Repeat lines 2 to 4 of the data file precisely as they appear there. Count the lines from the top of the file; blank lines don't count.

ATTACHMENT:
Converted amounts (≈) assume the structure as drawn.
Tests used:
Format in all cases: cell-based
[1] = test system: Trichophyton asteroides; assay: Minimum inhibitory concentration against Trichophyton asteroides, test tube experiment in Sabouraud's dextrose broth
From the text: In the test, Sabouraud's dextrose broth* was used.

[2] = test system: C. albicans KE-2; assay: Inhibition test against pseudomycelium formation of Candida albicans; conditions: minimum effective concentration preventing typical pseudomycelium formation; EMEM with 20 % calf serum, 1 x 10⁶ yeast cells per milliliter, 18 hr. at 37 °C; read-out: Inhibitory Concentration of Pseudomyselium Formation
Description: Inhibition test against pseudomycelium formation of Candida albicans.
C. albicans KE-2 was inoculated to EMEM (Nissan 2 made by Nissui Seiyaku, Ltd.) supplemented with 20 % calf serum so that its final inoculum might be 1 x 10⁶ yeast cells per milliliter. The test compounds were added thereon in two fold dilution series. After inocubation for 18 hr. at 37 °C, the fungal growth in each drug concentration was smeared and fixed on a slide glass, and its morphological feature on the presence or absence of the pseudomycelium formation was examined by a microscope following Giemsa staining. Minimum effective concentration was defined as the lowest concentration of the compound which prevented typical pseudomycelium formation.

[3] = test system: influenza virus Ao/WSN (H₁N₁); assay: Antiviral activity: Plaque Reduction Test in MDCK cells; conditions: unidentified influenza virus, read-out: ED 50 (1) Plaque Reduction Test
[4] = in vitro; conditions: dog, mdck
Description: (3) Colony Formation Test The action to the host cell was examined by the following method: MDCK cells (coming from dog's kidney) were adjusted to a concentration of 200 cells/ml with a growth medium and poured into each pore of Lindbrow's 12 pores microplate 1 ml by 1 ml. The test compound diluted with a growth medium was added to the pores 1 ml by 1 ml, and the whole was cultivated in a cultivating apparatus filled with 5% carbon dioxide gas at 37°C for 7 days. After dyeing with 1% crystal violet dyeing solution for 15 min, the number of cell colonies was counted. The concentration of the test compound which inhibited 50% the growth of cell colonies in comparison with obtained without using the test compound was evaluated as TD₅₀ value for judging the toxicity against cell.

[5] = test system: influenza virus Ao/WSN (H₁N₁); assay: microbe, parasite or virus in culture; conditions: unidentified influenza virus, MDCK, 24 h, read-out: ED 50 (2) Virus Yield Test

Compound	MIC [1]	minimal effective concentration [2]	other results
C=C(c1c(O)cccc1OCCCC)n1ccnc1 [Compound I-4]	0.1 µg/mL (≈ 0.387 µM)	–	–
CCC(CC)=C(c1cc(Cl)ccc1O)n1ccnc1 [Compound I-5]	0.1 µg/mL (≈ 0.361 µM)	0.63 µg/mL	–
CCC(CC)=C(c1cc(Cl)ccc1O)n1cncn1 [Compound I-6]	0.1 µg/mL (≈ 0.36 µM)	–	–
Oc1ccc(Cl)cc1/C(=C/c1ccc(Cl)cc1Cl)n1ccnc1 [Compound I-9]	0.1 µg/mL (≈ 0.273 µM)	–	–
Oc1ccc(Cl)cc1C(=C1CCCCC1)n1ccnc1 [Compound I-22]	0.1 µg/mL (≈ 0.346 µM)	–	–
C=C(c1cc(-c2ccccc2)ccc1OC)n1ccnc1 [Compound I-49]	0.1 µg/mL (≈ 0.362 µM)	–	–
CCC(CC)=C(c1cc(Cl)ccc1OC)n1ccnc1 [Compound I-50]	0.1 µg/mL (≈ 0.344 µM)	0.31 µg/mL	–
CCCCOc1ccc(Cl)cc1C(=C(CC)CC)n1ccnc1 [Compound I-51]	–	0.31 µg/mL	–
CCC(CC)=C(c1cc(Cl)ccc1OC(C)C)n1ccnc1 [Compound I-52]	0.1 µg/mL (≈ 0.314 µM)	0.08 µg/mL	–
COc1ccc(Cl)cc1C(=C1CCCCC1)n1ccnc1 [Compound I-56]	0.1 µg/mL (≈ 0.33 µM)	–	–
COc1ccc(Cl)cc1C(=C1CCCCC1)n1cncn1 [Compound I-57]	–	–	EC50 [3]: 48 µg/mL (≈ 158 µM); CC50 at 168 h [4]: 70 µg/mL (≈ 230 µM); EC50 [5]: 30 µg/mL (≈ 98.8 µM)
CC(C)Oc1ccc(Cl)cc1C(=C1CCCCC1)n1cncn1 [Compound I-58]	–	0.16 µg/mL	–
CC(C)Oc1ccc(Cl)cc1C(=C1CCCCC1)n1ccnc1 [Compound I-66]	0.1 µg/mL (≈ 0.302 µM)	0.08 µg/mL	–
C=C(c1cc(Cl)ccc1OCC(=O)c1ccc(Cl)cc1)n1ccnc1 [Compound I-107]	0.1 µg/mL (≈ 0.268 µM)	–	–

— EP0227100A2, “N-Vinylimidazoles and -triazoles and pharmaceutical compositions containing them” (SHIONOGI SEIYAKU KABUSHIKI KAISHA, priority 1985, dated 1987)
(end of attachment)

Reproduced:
Tests used:
Format in all cases: cell-based
[1] = test system: Trichophyton asteroides; assay: Minimum inhibitory concentration against Trichophyton asteroides, test tube experiment in Sabouraud's dextrose broth